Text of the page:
The European Economic and Social Committee

The European Economic and Social Committee (EESC) is a consultative body of the European Union. It is composed of 350 members. Its opinions are required on the basis of a mandatory consultation in the fields established by the Treaties or a voluntary consultation by the Commission, the Council or Parliament. It may also issue opinions on its own initiative. Its members are not bound by any instructions. They shall be completely independent in the performance of their duties, in the Union’s general interest.

Legal basis

Article 13(4) TEU; Articles 301-304 TFEU; and Council Decision (EU, Euratom) 2015/1790 of 1 October 2015 appointing the members of the European Economic and Social Committee for the period from 21 September 2015 to 20 September 2020.

Composition

a.Number and national allocation of seats (Article 301 TFEU)

The EESC currently has 350 members, divided between the Member States as follows:

  • 24 each for Germany, France, Italy and the United Kingdom;
  • 21 each for Poland and Spain;
  • 15 for Romania;
  • 12 each for Austria, Belgium, Bulgaria, the Czech Republic, Greece, Hungary, the Netherlands, Portugal and Sweden;
  • 9 each for Croatia, Denmark, Finland, Ireland, Lithuania and Slovakia;
  • 7 each for Latvia and Slovenia;
  • 6 for Estonia;
  • 5 each for Cyprus, Malta and Luxembourg.

b.Method of appointment (Article 302 TFEU)

The members of the Committee are appointed by the Council by qualified majority, on the basis of proposals by the Member States. The Council consults the Commission on these nominations (Article 302(2) TFEU). The Member States must ensure that the various categories of economic and social activity are adequately represented. In practice, one-third of the seats go to employers, one-third to employees and one-third to other categories (farmers, retailers, the liberal professions, consumers, etc.).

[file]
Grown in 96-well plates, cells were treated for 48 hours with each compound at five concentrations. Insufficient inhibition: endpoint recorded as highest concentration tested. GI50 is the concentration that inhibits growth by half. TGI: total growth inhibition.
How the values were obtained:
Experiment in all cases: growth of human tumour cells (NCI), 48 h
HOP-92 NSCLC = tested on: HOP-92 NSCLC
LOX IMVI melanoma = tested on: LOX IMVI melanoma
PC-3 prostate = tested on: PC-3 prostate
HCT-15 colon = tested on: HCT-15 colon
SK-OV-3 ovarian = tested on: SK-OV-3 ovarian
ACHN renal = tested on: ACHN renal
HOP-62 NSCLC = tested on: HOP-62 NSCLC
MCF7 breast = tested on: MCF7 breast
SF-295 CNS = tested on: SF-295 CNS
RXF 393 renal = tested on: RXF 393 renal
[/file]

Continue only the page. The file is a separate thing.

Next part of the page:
The maximum number of EESC members allowed by the Treaty of Lisbon is 350 (Article 301 TFEU). This was briefly exceeded between July 2013 and September 2015 owing to the accession of Croatia on 1 July 2013. Adding nine new seats for the new Member State, total membership increased to 353 (from 344). Council Decision 2015/1600 of 18 September 2015, appointing the members of the European Economic and Social Committee for the period from 21 September 2015 to 20 September 2020, therefore decreased the number of members for Luxembourg and Cyprus from six to five each, and the number of Estonian members from seven to six, in line with the distribution of seats in the Committee of the Regions, which also has 350 members.

c.Type of mandate (Article 301 TFEU)

The members of the Committee are appointed by the Council for a renewable five-year term (Article 302 TFEU). They are drawn from economic and social interest groups in Europe. The latest renewal was in October 2010 for the mandate 2010-2015.

The members must be completely independent in the performance of their duties, in the general interest of the EU (Article 300(4) TFEU). Every time a member’s or alternate member’s seat on the EESC becomes vacant following the end of his or her term of office, a separate Council decision is needed to replace that member.

Organisation and procedures